Exchange rates & international financial system


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Exchange rates & international financial system

  1. 1. Exchange rates & International Financial System
  2. 2. Exchange Rate Systems <ul><li>People trade currencies for two primary reasons </li></ul><ul><ul><li>To buy and sell goods and services </li></ul></ul><ul><ul><li>To buy and sell financial assets </li></ul></ul>
  3. 3. There are an enormous number of exchange rate systems, but generally they can be sorted into one of these categories <ul><li>Freely Floating </li></ul><ul><li>Managed Float </li></ul><ul><li>Target Zone </li></ul><ul><li>Fixed Rate </li></ul>Exchange Rate Systems
  4. 4. Under a floating rate system , exchange rates are set by demand and supply. <ul><li>price levels </li></ul><ul><li>interest rates </li></ul><ul><li>economic growth </li></ul>
  5. 5. Managed Float (“Dirty Float”) <ul><li>Market forces set rates unless excess volatility occurs, then, central bank determines rate by buying or selling currency. </li></ul><ul><li>Managed float isn’t really a single system, but describes a continuum of systems. </li></ul>
  6. 6. Target-Zone Arrangement: <ul><ul><li>C ountries agree to maintain exchange rates within a certain boundaries. </li></ul></ul><ul><ul><li>W hat makes target zone arrangements special is the understanding that countries will adjust economic policies to maintain the zone. </li></ul></ul>
  7. 7. Fixed Rate System: Government maintains target rates and if rates threatened, central banks buy/sell currency. <ul><li>Advantage: stability and predictability </li></ul><ul><li>Disadvantage: At some point a fixed rate may become unsupportable and one country may devalue. As an alternative to devaluation, the country may impose currency controls. </li></ul>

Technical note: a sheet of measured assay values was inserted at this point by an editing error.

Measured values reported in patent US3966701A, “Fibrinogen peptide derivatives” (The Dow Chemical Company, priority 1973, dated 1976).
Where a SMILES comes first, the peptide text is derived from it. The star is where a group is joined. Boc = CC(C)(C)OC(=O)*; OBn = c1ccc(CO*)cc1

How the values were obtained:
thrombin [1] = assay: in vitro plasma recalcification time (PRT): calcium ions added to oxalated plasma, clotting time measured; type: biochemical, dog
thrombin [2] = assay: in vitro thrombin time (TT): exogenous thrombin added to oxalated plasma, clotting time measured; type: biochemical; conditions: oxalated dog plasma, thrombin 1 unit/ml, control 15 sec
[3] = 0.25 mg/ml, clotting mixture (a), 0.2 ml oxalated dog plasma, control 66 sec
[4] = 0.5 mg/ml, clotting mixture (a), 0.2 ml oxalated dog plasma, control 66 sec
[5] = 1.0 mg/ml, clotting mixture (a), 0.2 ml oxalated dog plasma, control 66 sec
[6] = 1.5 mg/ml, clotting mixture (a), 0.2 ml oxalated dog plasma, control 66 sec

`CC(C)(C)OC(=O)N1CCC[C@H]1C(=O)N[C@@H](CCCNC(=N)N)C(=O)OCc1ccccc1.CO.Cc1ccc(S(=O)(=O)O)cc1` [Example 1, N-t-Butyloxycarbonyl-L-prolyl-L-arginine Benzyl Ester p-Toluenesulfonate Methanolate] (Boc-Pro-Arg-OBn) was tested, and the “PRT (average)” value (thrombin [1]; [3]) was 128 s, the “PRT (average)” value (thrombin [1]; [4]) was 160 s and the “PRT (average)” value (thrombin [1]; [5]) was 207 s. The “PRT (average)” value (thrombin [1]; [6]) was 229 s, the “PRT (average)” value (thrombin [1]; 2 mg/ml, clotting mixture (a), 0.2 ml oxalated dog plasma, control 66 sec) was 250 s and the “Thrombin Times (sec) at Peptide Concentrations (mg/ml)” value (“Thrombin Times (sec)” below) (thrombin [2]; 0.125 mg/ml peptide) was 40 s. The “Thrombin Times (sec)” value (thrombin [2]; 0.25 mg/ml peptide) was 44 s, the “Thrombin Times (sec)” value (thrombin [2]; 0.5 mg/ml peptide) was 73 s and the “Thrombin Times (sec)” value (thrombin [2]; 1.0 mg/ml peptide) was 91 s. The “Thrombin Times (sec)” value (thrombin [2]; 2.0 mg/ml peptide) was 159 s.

8. 8. A Brief History of the International Monetary System <ul><li>1875-1914: Classical Gold Standard </li></ul><ul><li>1915-1944: Interwar Period </li></ul><ul><li>1945-1972: Bretton Woods System </li></ul><ul><li>1973-Present: Flexible (Hybrid) System </li></ul>
  9. 9. The Intrinsic Value of Money and Exchange Rates <ul><li>At present the money of most countries has no intrinsic value (if you melt a quarter, you don’t get $.25 worth of metal). But historically many countries have backed their currency with valuable commodities (usually gold or silver) . </li></ul><ul><li>When a country’s currency has some intrinsic value, then the exchange rate between the two countries is fixed. For example, if the U.S. mints $1.00 coins that contain 1/35th ounces of gold and Great Britain mints £1.00 coins that contain 4/35th ounces of gold, then it must be the case that £1 = $4 </li></ul>
  10. 10. The Classical Gold Standard (1875-1914) <ul><li>Nations fixed the value of the currency in terms of gold. </li></ul><ul><li>Gold is freely transferable between countries </li></ul><ul><li>Essentially a fixed rate system (Suppose the US announces a willingness to buy gold for $200/oz and Great Britain announces a willingness to buy gold for £100. Then £1=$2) </li></ul>
  11. 11. Interwar Period <ul><li>Periods of serious chaos such as German hyperinflation and the use of exchange rates as a way to gain trade advantage. </li></ul><ul><li>Britain and US adopt the gold standard adjustment mechanism. </li></ul>
  12. 12. The Bretton Woods System (1946-1971) <ul><li>U.S.$ was key currency valued at $1 = 1/35 oz. of gold </li></ul><ul><li>All currencies linked to that price in a fixed rate system. </li></ul><ul><li>In effect, rather than hold gold as a reserve asset, other countries hold US dollars (which are backed by gold) </li></ul>
  13. 13. Bretton Woods System: 1946-1971 U.S. dollar Gold Pegged at $35/oz. German mark British pound French franc Par Value Par Value Par Value
  14. 14. Collapse of Bretton Woods (1971) <ul><li>U.S. high inflation rate </li></ul><ul><li>U.S.$ depreciated sharply. </li></ul><ul><li>Smithsonian Agreement (1971) US$ devalued to 1/38 oz. of gold. </li></ul><ul><li>In 1973 The US dollar is under heavy pressure, European and Japanese currencies are allowed to float </li></ul><ul><li>Gold abandoned as an international reserve </li></ul>
  15. 15. Current Exchange Rate Arrangements <ul><li>The largest number of countries, about 49, allow market forces to determine their currency’s value. </li></ul><ul><li>Managed Float. About 25 countries combine government intervention with market forces to set exchange rates. </li></ul><ul><li>Pegged to another currency such as the U.S. dollar or euro (through franc or mark). About 45 countries. </li></ul><ul><li>No national currency and simply uses another currency, such as the dollar or euro as their own. </li></ul>